There was no better teammate than Brian Dawkins…
One of the most beloved athletes to play professionally in Philadelphia, Brian Dawkins retires from the NFL after 16 seasons with the Eagles and Broncos. The Jacksonville, Florida native out of Clemson University tweeted the news. The heat seeking safety will be remembered as one of the most motivated teammates and also one of the most ferocious hitters ever to play the sport. The team was always first with Dawkins. The 9 time Pro Bowl defensive back cried after losses. I’ve seen him cry on the podium. Football meant that much to him but he is more than a football player to those he impacted…
The Eagles organization plans on bringing Dawkins in Saturday to officially retire as an Eagle. He was versatile…amassing 37 picks and 26 sacks. He was one of two safeties to approach those numbers (Ronde Barber). He tracked you down and laid out a super speed knock on anyone making a reception, getting across the line on a carry or dropping back to make a pass and that’s not glorifying hits. His intentions were to put you down in every football way. Covering the Eagles, I had a chance to talk to him on many occasions, and the first time I walked into the locker room, I had to shake his hand. Rarely if ever starstruck, I sure was that day. Usually after Eagles games, Andy Reid would talk first, then Donovan McNabb would speak, and in some order Brian Westbrook and Brian Dawkins. When Dawkins was at the podium, I’ll always remember his son sitting on the side…proud of his Pop. Brian would glance over to his son often during the presser and it’s something that was honest and genuine. Far too often in the media, our perception of an athlete is altered when we initially come in contact with them. Not the case of Dawkins. As an Eagles fan most of my life, I wept when he was released and caught on with the Denver Broncos (especially after seeing this video) because of what he selflessly gave the city those 13 years. He sacrificed his body every single moment he played in the league. Yes, everyone else did the same, but it was different with Brian and his teammates knew he had their back no matter what side of the ball they were on. The Eagles haven’t recovered at his position in the three years since and in my opinion, he should be a virtual lock to be inducted into the Pro Football Hall of Fame in Canton. He tells it like it is when I ask him about leading and talking in the locker room after a big game here in ’08 vs. the Cardinals (the Eagles later lost to those same Cardinals in a great game in the NFC Championship later that year):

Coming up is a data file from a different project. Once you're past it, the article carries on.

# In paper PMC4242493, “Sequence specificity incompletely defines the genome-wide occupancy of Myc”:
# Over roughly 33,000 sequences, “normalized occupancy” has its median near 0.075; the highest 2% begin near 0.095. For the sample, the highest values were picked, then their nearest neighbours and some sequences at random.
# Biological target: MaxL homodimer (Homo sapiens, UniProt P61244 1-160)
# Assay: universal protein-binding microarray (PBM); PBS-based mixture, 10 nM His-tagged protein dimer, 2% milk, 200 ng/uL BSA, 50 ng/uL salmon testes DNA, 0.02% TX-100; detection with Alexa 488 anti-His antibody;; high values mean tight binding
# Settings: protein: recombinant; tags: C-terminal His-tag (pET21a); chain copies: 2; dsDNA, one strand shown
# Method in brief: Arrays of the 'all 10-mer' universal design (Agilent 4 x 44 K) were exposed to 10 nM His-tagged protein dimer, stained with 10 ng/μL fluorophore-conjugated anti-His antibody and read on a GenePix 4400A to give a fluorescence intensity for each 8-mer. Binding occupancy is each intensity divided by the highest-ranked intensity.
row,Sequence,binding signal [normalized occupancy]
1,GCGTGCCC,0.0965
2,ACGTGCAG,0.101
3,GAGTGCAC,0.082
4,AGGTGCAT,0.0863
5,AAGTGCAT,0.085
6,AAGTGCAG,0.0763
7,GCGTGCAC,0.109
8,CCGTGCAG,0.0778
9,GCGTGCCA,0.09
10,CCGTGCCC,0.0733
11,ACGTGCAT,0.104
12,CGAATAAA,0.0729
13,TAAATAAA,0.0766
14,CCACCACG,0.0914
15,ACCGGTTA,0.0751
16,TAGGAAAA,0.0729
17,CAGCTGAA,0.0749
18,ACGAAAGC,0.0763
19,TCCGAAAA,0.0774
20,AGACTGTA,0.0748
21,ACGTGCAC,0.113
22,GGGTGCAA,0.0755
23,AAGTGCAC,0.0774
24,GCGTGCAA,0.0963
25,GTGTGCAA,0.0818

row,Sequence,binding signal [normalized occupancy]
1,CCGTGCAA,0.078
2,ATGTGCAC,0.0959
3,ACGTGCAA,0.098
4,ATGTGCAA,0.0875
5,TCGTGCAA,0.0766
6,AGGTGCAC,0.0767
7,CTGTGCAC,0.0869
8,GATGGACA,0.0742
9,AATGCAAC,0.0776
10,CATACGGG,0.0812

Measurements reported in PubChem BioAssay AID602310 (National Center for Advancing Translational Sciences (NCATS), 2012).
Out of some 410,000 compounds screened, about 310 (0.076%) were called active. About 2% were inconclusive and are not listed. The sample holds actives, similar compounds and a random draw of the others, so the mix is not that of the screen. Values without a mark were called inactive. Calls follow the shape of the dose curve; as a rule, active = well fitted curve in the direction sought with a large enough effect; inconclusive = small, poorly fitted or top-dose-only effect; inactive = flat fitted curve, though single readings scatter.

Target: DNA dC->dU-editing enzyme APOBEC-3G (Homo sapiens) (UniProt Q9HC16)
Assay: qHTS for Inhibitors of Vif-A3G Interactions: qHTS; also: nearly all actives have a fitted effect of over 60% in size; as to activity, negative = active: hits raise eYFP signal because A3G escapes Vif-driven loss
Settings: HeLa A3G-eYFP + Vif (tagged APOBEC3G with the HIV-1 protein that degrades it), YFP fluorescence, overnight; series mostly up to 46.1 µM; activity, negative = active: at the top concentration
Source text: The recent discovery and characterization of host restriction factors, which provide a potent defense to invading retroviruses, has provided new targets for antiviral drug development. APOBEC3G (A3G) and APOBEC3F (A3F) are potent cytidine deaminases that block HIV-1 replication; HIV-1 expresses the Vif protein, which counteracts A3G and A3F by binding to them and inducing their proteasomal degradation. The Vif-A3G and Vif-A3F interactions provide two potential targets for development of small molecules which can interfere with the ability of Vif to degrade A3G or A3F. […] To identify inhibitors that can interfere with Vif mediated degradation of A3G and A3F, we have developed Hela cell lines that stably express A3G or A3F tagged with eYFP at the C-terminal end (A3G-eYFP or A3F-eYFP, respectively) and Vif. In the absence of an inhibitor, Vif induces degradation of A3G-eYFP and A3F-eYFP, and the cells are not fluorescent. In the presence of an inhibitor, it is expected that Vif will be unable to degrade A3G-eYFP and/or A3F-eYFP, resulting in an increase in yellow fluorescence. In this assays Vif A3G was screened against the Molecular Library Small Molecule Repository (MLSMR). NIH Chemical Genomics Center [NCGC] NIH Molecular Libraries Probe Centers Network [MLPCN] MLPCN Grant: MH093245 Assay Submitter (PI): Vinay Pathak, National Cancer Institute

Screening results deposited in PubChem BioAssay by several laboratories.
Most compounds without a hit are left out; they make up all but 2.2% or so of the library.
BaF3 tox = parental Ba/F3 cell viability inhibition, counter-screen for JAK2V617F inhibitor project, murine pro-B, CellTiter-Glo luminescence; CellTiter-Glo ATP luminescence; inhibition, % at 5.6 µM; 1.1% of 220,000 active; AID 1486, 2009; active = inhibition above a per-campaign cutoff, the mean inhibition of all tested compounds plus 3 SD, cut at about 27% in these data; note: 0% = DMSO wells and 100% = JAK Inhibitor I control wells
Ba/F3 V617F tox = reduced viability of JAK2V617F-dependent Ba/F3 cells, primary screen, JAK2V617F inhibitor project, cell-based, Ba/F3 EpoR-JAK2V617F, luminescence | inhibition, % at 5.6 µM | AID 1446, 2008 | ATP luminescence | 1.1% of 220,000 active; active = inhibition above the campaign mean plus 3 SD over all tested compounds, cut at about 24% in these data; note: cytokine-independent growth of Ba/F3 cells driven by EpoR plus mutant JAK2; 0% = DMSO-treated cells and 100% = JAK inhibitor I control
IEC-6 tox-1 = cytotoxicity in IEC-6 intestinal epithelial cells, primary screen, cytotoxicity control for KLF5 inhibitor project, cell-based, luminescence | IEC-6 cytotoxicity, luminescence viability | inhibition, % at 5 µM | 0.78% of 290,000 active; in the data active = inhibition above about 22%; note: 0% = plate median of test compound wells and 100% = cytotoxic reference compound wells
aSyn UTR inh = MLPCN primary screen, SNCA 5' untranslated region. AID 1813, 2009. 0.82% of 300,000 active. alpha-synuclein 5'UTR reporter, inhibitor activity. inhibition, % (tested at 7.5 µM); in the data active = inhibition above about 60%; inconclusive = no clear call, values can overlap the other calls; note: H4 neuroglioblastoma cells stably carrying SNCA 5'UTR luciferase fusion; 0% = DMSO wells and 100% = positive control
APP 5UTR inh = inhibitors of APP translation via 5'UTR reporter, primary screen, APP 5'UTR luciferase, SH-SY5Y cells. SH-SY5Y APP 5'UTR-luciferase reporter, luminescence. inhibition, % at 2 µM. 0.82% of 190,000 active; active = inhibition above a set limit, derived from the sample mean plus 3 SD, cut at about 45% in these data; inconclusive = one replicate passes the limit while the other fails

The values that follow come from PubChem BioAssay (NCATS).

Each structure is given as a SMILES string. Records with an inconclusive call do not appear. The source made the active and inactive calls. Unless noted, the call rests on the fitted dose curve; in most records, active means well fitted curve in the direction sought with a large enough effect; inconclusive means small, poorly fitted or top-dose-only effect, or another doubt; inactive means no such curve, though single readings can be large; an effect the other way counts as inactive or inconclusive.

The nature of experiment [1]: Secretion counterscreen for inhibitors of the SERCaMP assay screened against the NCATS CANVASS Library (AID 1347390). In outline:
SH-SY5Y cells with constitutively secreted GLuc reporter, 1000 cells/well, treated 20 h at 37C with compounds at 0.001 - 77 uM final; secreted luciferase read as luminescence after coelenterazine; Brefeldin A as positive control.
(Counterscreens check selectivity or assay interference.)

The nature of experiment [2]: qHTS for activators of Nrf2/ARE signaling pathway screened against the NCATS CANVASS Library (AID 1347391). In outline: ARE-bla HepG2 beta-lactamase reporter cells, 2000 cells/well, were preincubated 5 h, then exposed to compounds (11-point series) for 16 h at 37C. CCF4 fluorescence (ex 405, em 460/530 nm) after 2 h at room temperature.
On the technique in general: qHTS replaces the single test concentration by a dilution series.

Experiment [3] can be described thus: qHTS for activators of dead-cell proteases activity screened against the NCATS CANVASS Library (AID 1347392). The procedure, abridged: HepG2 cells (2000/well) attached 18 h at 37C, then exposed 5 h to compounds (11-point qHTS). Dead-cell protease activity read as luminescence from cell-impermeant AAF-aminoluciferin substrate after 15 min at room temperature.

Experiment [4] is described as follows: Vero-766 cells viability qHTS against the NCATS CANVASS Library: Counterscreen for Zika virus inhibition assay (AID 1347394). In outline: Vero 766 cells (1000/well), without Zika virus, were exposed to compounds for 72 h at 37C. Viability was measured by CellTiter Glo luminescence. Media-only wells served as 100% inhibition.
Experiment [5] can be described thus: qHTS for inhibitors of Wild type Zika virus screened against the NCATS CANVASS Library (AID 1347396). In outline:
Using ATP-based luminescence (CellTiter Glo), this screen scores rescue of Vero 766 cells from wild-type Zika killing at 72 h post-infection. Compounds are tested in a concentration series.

“Most of the talking is done by example. Sometimes you have to play through games you normally couldn’t play through. You have to force yourself to play through some pain and injuries sometimes. Your overall attitude in practicing-even when you’re losing. Every once in a while I find myself having conversations with guys to make sure we are all on the same page about where we need to go from here. Where we need to go from here is what we did tonight. Every phase (of the team) played-we had a couple of bloopers every once and a while-for the most part came to play and had significant contributions to this win.”
“You want to play against the best and they were putting up some big numbers as a corps. We stand up to that. We knew that having (Asante Samuel) go down that maybe (people thought) the unit wouldn’t be able to stand up. We knew we had to be physical with them. We could not allow them to run around the football field and have 7 on 7 catches all day. It was a huge challenge to our defense-not just our secondary.”
There was also a game the Eagles had to win to get into the playoffs I covered vs. the Dallas Cowboys for a now defunct wire service…a 44-6 Eagles victory…where as soon as Brian Dawkins came out of the tunnel, the crowd exploded. We felt it in the press box. I’ll won’t soon forget that game. After I wrote:
Dawkins seemed overcome by emotion in the latter stages of the game and one could sense a world of pressure was lifted off both the Philadelphia players and its coaching staff. I asked how this tumultuous season has brought the team closer: “What pressure does is build who you really are. It reveals you. They say pressure busts pipes. It can, but it really reveals who you are. In those pressure situations, we came together. We talked amongst one another and we believed in one another. We didn’t allow those trouble situations to get us down and keep us down. We grinded together—people wanted us to point the finger at the offense and we didn’t do that. We helped our brothers up, that brought us closer together and we fought.” The Eagles had to win that day and Dawkins would not let them lose.
God bless you Brian Dawkins, you are a great dude and I’m honored to have reported on the Eagles during your career. Thank you sir. I hope I’ll get a chance to cover such a committed player to his team (Elton Brand comes to mind, but unfortunately he didn’t play the majority of his career here). The NFL lost a great one on the field today. He represented his family, sports in general, the league and its fans very well.
|Dawkins’ career stats…|
A tribute vid from ’06. We all remember the end zone lick he put on Mike Vick in the blistering cold vet during the ’05 NFC Championship Game. You’ll see many of these uploaded to youtube in the next few days I’m sure. Dawkins had that type of impact.
Weapon X…the Wolverine, your game will be missed…